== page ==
Arcade rooms, multi-million dollar companies and an innovative vision of the future are some of the factors that have shaped the gigantic video game industry that is Japan today.
The beginning of a separate culture
The country of the rising sun is known throughout the world for its rich culture of entertainment and for creating trends worldwide. It is in this context that the decades of the 80s and 90s gave rise to today's entertainment revolution. During that time, arcade salons and entertainment consoles began to experience growth that shaped the country's video game industry. At the same time, some companies began to open up to the market and became popular around the world, growing along with the Japanese economy.
This can be seen today with the example of Nintendo, which according to the website Eurogamer.pt, is the richest company in the Asian country, surpassing big names like Toyota, Honda or Sony. At the same time, Pachinko lounges have also begun to expand, offering a version of gambling and which make up an industry that is still very active, generating about $ 225 billion a year.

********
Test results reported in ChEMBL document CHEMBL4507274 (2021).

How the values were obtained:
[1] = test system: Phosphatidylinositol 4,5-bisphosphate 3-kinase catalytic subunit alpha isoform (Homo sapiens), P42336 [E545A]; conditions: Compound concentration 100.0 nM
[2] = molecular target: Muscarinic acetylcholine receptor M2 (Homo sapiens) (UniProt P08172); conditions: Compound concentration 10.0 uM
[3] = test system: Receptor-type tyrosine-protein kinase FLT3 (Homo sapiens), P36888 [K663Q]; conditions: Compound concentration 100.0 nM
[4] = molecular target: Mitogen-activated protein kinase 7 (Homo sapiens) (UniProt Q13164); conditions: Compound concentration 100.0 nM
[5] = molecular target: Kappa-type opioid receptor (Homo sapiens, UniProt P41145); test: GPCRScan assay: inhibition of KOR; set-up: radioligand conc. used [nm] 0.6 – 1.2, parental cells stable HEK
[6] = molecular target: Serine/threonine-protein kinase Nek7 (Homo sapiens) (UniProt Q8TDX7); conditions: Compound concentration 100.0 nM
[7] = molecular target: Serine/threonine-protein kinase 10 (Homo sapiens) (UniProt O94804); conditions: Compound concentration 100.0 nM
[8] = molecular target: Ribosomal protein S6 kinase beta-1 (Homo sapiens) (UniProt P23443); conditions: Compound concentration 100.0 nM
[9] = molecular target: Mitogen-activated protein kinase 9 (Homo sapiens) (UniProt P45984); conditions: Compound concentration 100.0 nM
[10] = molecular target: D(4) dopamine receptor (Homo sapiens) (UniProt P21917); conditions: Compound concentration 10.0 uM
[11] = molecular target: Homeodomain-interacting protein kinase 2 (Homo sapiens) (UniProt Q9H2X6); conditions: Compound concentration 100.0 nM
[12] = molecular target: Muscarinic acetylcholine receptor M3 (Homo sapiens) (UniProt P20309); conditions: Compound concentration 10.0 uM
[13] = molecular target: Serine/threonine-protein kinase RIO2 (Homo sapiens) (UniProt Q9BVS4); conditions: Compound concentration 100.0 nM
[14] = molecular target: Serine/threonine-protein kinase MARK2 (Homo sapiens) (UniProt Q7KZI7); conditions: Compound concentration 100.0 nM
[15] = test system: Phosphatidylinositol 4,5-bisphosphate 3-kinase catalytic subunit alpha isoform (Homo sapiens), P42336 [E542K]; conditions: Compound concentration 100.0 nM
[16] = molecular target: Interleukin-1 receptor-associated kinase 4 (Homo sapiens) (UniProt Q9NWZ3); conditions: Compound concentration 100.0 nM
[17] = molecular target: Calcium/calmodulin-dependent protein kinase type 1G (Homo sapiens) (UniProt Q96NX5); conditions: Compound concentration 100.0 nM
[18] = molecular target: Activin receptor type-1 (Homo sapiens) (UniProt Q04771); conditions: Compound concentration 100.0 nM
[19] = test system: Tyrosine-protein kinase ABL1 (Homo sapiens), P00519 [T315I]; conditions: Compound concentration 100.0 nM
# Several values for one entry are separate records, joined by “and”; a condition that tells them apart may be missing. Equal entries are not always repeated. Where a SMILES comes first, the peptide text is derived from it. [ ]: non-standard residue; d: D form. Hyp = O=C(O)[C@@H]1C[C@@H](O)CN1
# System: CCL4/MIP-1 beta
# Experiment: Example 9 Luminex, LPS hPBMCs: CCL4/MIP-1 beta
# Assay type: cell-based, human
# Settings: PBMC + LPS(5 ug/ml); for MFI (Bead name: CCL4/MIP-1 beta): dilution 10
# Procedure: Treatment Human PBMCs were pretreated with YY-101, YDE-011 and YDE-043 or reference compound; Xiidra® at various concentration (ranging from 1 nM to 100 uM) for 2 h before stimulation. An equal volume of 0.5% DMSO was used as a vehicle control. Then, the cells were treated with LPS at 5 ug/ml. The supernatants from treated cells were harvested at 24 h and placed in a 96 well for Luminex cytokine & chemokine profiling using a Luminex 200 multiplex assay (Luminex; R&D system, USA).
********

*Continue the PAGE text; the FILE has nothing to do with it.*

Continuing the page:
This form of entertainment similar to the slot machines found in Western casinos, or in online casinos recommended by online platforms like Galobonus.pt, was also adopted for mobile versions, and continues to be driven by some of the most popular video game developers in the eastern country. An example of this is shown by the website en.ign.com, with Konami adapting stories from Metal Gear Solid and Castlevania for Pachinko machines today.
The future of the video game industry in Japan
Japan is a country that mixes traditions and customs with an always creative vision for the future, and although consoles and arcades have had great global success in recent decades, they may soon disappear to pave the way for new trends. Theme parks that take advantage of the focus on virtual reality, are becoming common in the Asian country today, for example, and immersion in digital worlds is also gaining territory in the physical context.
On the other hand, Nintendo knows very well that the future of entertainment begins to separate itself from the physical plane, and as shown in the games section of the website uol.com.br, Japan's largest company could move away from the console market in the long run.
It was the president of Japan's biggest company, Shuntaro Furukawa, who revealed last January that Nintendo could dedicate itself completely to the smartphone games market, cinema and theme parks, if the entertainment industry so requires. The objective is to convert digital world characters part of the daily lives of millions of people.
While the future of entertainment seeks to break down the barriers between the physical and digital realms, the current video game industry in Japan remains a benchmark in terms of innovation worldwide.